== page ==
Now a phosphorescent lure needs charging up with a light source. The more UV wavelengths the light contains, the faster it will charge. Sunlight will charge the fastest, requiring only 5 minutes or so of exposure, a workshop type fluorescent lamp a little longer. It’s surprising just how much light is omitted too and once ‘charged’ it will glow for a considerable amount of time. Apparently the Zander has two types of eye cones. The biggest responsible for seeing yellow and orange, and the smaller ones registering green. Any Zander hunter can confirm the effectiveness of these colours and a bright green and yellow lure (firetiger) is the main lure I use. The cones in this predator are especially large and an additional upgrade of the Zander’s eyesight is a reflective guanine layer covering the inside of the eyeball. Thanks to this light passes through the cones twice strengthening the signal sent to the brain. That is why their eyes shine with a silvery glow even by the most delicate light. The eyes of some night-hunting mammals work in a similar way. Thanks to such eye construction, their eyesight is unbelievably sensitive. It can see perfectly when other fish, let alone humans, can’t see anything at all. Why else do you think they thrive in the gloomy and mucky waters of the canal I fish, they have one-upmanship on their fellow residents, easily the cut King as far as I’m concerned.

Anyway enough off the bumph…..

It was a disastrous start to the session, the recent rain had made the banks slippy and upon existing the banker swim where after half an hour all I’d caught were a couple of small chublets, my right foot gave way and I fell forward in comedy fashion, proper arse over tit. It must have looked like trying to keep up with a running machine but failing miserably. The impact area was covered in stinging nettles and I was covered in thick mud, not good. I can still feel them now. Oh and if anyone stumbles upon a black camera lens cover it’s mine. I tried a few more swims with just chub and greedy dace and when a jack pike took a small dace on the retrieve and buggered the swim I moved to the area of turbulent water where I intended to spend the last hour well in to dusk with the glowing lure.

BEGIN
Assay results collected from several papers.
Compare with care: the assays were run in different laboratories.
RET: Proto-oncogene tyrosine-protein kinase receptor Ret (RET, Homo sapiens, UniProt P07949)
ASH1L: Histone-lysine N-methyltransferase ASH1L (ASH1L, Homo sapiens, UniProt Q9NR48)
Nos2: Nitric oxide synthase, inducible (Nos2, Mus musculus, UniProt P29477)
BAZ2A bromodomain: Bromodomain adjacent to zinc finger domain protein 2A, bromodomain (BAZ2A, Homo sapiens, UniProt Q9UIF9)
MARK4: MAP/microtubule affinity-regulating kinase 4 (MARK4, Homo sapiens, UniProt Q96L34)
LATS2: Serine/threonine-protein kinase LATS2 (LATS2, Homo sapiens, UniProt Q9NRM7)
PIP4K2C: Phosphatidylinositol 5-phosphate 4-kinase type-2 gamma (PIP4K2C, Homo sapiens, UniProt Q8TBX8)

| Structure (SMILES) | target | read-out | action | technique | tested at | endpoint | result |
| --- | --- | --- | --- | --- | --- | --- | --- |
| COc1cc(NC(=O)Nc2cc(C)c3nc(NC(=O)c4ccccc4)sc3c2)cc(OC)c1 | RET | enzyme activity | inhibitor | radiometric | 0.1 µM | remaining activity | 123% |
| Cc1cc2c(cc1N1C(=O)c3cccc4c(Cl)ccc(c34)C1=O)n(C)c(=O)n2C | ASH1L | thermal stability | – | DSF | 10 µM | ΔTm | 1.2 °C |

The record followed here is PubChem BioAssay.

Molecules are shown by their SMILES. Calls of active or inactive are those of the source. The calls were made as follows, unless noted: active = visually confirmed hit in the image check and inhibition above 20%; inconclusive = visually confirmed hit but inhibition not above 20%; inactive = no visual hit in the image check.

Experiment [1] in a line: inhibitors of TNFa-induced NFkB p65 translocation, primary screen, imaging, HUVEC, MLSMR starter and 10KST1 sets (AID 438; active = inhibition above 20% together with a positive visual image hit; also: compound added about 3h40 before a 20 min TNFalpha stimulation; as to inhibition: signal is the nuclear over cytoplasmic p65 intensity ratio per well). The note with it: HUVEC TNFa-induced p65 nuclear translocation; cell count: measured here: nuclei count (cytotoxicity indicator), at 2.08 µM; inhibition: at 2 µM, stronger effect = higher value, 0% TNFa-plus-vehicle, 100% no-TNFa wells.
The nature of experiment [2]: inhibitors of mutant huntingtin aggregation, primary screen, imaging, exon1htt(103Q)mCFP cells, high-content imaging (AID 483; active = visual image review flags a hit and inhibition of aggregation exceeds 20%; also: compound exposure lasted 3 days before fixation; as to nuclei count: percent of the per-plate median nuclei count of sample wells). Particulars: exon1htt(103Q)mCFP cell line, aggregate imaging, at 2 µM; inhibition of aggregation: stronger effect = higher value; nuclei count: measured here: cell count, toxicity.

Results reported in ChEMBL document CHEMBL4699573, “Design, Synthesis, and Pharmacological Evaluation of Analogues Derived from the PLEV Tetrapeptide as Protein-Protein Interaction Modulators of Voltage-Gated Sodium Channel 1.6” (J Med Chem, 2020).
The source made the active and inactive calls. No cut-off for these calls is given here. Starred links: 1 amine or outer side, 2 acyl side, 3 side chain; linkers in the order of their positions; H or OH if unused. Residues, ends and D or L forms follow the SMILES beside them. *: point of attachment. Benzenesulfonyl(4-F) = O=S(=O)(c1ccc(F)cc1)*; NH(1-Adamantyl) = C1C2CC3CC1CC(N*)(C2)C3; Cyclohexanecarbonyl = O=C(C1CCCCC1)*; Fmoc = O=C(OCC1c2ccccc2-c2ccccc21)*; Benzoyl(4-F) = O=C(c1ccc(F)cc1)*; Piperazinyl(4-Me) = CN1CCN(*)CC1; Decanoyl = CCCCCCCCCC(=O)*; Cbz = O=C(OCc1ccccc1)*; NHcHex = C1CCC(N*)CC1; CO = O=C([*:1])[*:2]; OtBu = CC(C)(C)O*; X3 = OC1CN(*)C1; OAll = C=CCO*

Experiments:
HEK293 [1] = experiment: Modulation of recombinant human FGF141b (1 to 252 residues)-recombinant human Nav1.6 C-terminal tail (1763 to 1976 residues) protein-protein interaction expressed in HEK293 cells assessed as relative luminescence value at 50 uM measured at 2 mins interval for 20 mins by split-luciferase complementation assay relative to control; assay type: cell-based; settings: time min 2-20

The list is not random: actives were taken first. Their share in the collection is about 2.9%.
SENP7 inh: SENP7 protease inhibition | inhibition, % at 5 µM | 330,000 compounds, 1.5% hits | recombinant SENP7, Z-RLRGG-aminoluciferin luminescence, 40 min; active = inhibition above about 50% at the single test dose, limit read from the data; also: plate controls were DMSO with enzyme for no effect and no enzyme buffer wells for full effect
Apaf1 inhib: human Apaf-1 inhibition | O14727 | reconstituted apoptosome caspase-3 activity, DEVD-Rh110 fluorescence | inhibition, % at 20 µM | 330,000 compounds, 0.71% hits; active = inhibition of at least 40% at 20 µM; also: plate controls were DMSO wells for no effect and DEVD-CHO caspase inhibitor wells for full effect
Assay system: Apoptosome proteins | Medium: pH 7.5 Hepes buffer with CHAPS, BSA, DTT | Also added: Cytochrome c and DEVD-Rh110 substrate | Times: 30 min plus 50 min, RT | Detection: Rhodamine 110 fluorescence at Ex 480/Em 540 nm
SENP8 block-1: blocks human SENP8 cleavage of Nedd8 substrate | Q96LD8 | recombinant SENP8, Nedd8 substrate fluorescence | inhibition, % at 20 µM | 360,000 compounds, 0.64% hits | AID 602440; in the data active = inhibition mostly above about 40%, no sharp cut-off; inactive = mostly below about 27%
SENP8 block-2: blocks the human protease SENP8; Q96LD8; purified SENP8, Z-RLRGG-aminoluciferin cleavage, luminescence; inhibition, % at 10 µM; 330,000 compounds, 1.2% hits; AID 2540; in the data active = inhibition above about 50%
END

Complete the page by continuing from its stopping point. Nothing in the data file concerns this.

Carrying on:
The water was clearer here and a few chucks and retrieves of the lure I could see a couple of jack pike following it and swimming in and around the swim. They didn’t take it though and well in to dark (8.30pm) after countless casts I finally got a hook-up. It felt half decent too and I had to adjust the drag to give it more line. With my head torch on I finally got sight of the fish and yeap, fantastic a Zander and I could clearly see the lure stuck in its mouth, looked half decent too. It then starts to do the characteristic shaking of the head similar to try and lose the hook, and lose the hook it did, just as I was getting the net ready, Damn….. I stayed for another half an hour but sadly no more takers.

On the canals I fish I’ve often found lure fishing can be very much hit and miss with more lost fish than banked, the deadbait with bass hook a different story. Ok, a lost fish but as least I know they are here. Next time I’ll dump the lure rod and fish Barbel style watching the tip with a bass hook on a 15lb trace, on a running set-up. I’ll fish another couple of evenings after work and maybe I’ll wait till there is plenty of colour in the water and also fish an extended day time session. The Perch will have to wait too as it's still far too clear than I'd like. As Schwarzenegger would say, I’ll be back.